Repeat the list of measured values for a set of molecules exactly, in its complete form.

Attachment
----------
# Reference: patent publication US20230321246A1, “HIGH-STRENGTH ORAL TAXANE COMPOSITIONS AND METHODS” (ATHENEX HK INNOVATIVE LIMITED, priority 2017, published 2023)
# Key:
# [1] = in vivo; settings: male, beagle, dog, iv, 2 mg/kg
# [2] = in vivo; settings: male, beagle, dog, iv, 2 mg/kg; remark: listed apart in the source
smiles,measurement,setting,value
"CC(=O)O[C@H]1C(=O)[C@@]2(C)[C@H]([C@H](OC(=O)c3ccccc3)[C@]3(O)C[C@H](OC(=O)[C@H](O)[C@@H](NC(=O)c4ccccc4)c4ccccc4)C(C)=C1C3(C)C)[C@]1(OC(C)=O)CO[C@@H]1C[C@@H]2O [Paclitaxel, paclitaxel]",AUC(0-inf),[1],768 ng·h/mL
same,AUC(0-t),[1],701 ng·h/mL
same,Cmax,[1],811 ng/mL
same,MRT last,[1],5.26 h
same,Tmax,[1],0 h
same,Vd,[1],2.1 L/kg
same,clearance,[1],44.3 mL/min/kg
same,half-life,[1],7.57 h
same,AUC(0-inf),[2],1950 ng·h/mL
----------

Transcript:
# Reference: patent publication US20230321246A1, “HIGH-STRENGTH ORAL TAXANE COMPOSITIONS AND METHODS” (ATHENEX HK INNOVATIVE LIMITED, priority 2017, published 2023)
# Key:
# [1] = in vivo; settings: male, beagle, dog, iv, 2 mg/kg
# [2] = in vivo; settings: male, beagle, dog, iv, 2 mg/kg; remark: listed apart in the source
smiles,measurement,setting,value
"CC(=O)O[C@H]1C(=O)[C@@]2(C)[C@H]([C@H](OC(=O)c3ccccc3)[C@]3(O)C[C@H](OC(=O)[C@H](O)[C@@H](NC(=O)c4ccccc4)c4ccccc4)C(C)=C1C3(C)C)[C@]1(OC(C)=O)CO[C@@H]1C[C@@H]2O [Paclitaxel, paclitaxel]",AUC(0-inf),[1],768 ng·h/mL
same,AUC(0-t),[1],701 ng·h/mL
same,Cmax,[1],811 ng/mL
same,MRT last,[1],5.26 h
same,Tmax,[1],0 h
same,Vd,[1],2.1 L/kg
same,clearance,[1],44.3 mL/min/kg
same,half-life,[1],7.57 h
same,AUC(0-inf),[2],1950 ng·h/mL